So that is a few tidbits of this library building, spoken in the most flattering way I can think of.  And hey, I know this place is not the end-all be-all of library existence.  For that I will do a segment on NY’s finest, grandest, boldest, powerful and awe-inspiring Public Library on another day. 

The books are what make libraries great.  Not only does this library have old architecture, but it also has an old inventory of books, mostly.  That can be both good and bad, but let’s look at the good.  (Because the bad is easily resolved: this library is a member of a thirty-nine member consortium, where books, movies, DVDs, and historical data can be requested and shipped within the system- all free of charge.  So modern is easily available, if that is what is needed.)  Ok, so the good:  Can you smell the books?  This library is full of stories, mysteries, novels, biographies, text books, encyclopedias and more that share an awesome trait:  The perfume of aged paper.  Aged, dry paper that sticks properly as you thumb through the pages.  A few books even have little folded corners on pages that have been pressed back straight.  These folded corners are often hints on a treasure map that lead you to the exciting parts of the book.  Other times, they are a false hint designed to throw off those following in the prior reader’s tracks.  Old paper books: the iPad will never be able to replicate that.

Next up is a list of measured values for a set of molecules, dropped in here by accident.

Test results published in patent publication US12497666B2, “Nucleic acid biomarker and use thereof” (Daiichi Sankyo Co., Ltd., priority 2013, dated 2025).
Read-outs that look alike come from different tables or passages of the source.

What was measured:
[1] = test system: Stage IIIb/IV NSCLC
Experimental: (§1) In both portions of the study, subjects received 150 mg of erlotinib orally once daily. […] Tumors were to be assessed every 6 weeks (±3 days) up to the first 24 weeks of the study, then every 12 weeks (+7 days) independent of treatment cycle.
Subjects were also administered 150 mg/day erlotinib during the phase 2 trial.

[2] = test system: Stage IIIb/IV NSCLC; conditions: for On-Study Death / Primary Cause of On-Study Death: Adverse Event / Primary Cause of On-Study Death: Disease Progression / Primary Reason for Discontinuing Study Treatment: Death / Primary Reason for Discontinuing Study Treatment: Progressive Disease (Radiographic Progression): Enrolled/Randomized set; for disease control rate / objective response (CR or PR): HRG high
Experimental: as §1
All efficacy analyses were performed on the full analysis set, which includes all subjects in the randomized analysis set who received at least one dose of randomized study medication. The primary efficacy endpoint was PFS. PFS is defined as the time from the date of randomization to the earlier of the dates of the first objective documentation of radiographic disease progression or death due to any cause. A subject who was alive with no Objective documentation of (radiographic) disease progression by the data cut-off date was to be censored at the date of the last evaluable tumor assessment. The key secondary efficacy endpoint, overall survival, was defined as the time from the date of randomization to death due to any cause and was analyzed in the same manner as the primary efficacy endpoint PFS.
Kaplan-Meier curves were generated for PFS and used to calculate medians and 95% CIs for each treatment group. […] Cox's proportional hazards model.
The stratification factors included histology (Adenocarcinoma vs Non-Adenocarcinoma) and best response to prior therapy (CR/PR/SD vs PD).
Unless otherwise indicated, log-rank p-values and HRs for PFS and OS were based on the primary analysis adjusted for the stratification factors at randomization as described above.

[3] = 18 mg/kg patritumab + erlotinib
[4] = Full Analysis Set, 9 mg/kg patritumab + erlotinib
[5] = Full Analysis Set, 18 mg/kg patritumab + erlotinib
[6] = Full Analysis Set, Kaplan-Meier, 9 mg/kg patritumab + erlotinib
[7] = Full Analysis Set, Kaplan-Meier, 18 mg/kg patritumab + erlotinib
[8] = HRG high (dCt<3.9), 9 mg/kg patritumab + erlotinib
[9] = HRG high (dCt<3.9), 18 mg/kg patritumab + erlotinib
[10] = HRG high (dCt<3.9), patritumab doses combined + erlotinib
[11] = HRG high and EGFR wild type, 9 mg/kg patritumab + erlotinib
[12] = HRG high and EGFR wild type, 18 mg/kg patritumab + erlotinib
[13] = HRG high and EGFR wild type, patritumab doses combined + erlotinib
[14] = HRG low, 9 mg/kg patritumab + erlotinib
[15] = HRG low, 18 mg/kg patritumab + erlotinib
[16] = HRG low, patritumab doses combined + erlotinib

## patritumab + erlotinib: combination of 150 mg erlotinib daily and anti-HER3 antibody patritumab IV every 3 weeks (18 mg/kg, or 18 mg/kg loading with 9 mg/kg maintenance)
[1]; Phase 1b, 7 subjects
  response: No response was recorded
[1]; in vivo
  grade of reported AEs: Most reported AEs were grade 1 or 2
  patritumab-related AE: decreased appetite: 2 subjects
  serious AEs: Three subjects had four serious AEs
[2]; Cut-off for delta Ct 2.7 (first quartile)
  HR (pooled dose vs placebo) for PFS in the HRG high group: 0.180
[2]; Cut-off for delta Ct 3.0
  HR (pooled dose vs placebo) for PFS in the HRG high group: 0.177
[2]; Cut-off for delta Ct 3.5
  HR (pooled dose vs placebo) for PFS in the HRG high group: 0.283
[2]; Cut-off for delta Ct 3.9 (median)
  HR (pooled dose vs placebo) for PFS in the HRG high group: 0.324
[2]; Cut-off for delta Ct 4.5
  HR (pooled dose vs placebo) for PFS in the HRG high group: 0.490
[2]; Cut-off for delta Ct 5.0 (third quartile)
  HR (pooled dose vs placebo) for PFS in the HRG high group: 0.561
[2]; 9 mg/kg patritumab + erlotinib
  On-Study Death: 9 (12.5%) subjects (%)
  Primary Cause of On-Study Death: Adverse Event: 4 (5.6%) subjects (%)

I started to venture outwards in the 700-series books.  Look what I found?  I know my Mom knows exactly where these houses are.  : )  Isn’t it great that this library has these old books so that I can read about the architectural styles of the homes in our communities while they were written when the styles were new?  And isn’t it great that this library presented this book to me so that I could have a quick moment with my mother just now, which I already know made her whole night?  What is better than that? 

I checked out the Olmsted Parks book, because as it turns out this wealthy family is the reason for so many of the beautiful parks in our area- to include the two parks I run at regularly: Branch Brook Park in Newark and Brookdale Park in Bloomfield.

Here’s another:

Norman Rockwell wrote an autobiography.  I didn’t know that!  The book had no dust cover and the only thing that caught my eye was the bright green pattern and the single-word statement pressed into the spine in classic gold flake: “Rockwell.”

I flipped through the legend’s memoir looking for the paintings (there are a few in the back) but I came across this page that made this book part of my “must read” list.  If you can pinch to zoom on your phone and read it, or if you click the image on your computer to enlarge it, it is well worth it!  Start from the second half on the left page.  A little difficult, I know, but worth it.